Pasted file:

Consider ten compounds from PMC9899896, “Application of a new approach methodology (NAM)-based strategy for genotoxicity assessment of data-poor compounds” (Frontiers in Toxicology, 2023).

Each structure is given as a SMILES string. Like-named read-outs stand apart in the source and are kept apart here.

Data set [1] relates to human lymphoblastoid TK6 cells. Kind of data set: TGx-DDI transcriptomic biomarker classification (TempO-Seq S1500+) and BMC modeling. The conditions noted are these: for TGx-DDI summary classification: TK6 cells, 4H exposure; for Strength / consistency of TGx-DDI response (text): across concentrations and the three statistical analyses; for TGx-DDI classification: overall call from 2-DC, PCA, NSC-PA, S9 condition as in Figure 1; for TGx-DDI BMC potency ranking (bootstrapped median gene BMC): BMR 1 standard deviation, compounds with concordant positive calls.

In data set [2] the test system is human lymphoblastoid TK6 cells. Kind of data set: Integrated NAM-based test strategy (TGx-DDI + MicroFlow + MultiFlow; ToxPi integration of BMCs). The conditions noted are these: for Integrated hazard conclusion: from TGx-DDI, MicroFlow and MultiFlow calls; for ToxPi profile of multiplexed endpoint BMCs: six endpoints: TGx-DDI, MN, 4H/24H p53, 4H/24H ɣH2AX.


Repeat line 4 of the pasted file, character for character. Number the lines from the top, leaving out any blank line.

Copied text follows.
In data set [2] the test system is human lymphoblastoid TK6 cells. Kind of data set: Integrated NAM-based test strategy (TGx-DDI + MicroFlow + MultiFlow; ToxPi integration of BMCs). The conditions noted are these: for Integrated hazard conclusion: from TGx-DDI, MicroFlow and MultiFlow calls; for ToxPi profile of multiplexed endpoint BMCs: six endpoints: TGx-DDI, MN, 4H/24H p53, 4H/24H ɣH2AX.